|Breed:||American Cocker Spaniel|
Heartworm is a potentially fatal condition caused by parasitic worms that live in the arteries of the lungs and sometimes in the right side of the heart in dogs, cats and other types of mammals. Dogs are most susceptible to infection, but other pets that go outdoors are also at risk.How do dogs get Heartworm?
Heartworm larvae are transmitted by mosquitoes that have bitten an infected animal. The mosquito ingests Heartworm larvae in the infected blood and passes the larvae to the next animals it bites. It takes a little over six months for heartworm larvae to turn into adult worms. Heartworm cannot be transmitted through saliva or other bodily fluids.What are the symptoms?
Signs of heartworm in dogs include mild, persistent cough, reluctance to move or exercise, fatigue after little activity, lack of appetite and weight loss. Signs of heartworm in cats are not as specific and can easily be misdiagnosed as feline asthma or other lung problems. Infected cats may experience vomiting, gagging, difficult or rapid breathing, lethargy and weight loss.Can Cats get Heartworm?
Cats can get Heartworm, but they are more naturally resistant to it than dogs. Cats that go outside should be on Heartworm preventative. There is currently no product available to cure Heartworm in cats. Cats are often able to clear the infection themselves, but often experience a life-threatening shock reaction to the dead worms exiting their bodies. Heartworm prevention is imperative for any animal that goes outside. There are several types of heartworm preventative that are available from your veterinarian. The type you use is not as important as whether you stick to your plan and keep your pet protected at all times. Heartworm prevention in cats is more important than ever since infection in cats has been on the rise and even indoor cats have become infected.I live in a cold climate. Does that mean my dog is safe?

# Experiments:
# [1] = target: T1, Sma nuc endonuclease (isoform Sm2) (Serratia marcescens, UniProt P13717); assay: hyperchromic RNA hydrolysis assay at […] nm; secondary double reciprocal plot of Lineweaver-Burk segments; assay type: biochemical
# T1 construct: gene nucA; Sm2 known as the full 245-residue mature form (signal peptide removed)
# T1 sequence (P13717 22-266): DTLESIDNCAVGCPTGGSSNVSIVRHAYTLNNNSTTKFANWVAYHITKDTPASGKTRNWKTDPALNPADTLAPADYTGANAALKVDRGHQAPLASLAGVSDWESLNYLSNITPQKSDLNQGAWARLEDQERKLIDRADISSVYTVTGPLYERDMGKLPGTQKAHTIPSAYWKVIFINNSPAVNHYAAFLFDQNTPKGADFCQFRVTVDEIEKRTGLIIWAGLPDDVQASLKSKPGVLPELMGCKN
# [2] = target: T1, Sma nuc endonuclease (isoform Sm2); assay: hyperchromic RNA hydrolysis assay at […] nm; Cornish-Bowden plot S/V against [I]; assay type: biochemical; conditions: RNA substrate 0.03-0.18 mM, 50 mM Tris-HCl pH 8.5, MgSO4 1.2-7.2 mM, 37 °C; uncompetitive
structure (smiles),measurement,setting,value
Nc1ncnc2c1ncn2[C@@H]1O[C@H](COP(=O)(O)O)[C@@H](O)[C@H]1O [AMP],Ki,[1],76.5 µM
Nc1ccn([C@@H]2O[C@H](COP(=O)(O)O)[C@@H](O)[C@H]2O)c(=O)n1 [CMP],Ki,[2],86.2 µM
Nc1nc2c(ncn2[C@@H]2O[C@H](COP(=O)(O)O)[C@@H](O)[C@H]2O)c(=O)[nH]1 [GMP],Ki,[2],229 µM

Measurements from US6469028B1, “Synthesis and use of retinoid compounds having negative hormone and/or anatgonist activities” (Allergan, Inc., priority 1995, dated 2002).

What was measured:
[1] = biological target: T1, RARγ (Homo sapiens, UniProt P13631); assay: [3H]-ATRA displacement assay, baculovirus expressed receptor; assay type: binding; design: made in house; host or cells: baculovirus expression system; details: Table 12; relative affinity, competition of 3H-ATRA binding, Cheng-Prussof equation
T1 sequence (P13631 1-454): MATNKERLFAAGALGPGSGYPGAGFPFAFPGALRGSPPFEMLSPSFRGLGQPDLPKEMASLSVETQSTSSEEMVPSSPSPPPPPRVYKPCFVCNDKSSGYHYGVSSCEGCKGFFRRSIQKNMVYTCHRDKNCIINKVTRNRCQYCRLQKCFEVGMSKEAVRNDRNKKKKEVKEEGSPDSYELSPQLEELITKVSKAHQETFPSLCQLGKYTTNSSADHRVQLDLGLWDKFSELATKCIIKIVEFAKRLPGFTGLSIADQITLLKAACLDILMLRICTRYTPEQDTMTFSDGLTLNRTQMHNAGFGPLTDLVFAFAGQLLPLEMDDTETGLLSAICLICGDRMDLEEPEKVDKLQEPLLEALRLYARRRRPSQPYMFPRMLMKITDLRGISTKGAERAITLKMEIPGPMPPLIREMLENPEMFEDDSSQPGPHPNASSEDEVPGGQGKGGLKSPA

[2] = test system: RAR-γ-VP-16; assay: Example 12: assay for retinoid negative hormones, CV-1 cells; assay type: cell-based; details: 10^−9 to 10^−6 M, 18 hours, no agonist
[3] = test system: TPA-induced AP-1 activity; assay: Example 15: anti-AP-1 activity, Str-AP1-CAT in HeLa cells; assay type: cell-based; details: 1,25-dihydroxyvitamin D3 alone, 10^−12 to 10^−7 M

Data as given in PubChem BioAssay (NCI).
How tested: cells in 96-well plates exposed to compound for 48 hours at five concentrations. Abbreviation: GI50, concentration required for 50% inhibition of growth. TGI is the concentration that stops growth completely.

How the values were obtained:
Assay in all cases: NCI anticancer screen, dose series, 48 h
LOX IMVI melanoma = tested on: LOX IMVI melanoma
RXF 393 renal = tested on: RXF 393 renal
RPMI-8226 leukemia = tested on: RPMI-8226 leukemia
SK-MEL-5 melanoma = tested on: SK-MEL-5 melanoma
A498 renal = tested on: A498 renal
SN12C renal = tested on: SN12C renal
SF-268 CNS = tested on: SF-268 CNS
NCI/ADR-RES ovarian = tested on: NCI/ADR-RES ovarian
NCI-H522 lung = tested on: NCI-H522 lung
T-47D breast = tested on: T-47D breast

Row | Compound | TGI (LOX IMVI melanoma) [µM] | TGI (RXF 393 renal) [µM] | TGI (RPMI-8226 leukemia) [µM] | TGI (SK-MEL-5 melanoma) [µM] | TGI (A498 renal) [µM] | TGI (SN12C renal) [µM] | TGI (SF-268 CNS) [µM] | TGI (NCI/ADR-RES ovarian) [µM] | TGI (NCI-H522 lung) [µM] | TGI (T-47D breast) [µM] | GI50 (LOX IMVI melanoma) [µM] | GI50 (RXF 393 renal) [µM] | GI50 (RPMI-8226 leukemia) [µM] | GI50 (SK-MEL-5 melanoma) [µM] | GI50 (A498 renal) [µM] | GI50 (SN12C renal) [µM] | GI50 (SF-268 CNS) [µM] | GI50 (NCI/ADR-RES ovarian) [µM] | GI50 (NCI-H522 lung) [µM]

Heartworm is present in all 50 states, but is most prevalent in areas that have more moisture and mosquitoes present. Living in a colder climate does not mean that your pet will never become infected.HOw often should my pet be tested?
The best way to diagnose Heartworm is through a simple blood test at your veterinarian’s office. Dogs must be tested for heartworm before going on preventative because giving preventative to an infected dog can be harmful or even fatal. Since it takes up to seven months for larvae to mature, tests may not appear positive until the heartworms have matured. Animals should be tested for Heartworm annually.Isn't it cheaper just to treat Heartworm than to pay for preventative?
While Heartworm is treatable, the treatment is expensive, potentially fatal, and unpleasant for the dog. It is far more economical and convenient to instead keep your dog and any other pet you allow outdoors on a Heartworm preventative schedule. In dogs, the onset and severity of the infection is dependent on the number of adult heartworms present, how long the dog has been infected, and the activity level of the dog. The more adult worms that are present and/or the more active the dog is often increase the severity of the disease. A less active dog can have more heartworms present and have fewer ill effects compared to a more active dog that may have fewer or the same number of adult worms present.Can I get Heartworm?
Humans are not natural hosts for Heartworm. There have been a few cases where a human has been infected. According to medical reports over half of infected people only had one or two worms and never experienced symptoms. Usually, the larvae die before they mature into adult worms and the person's body produces scar tissue around it.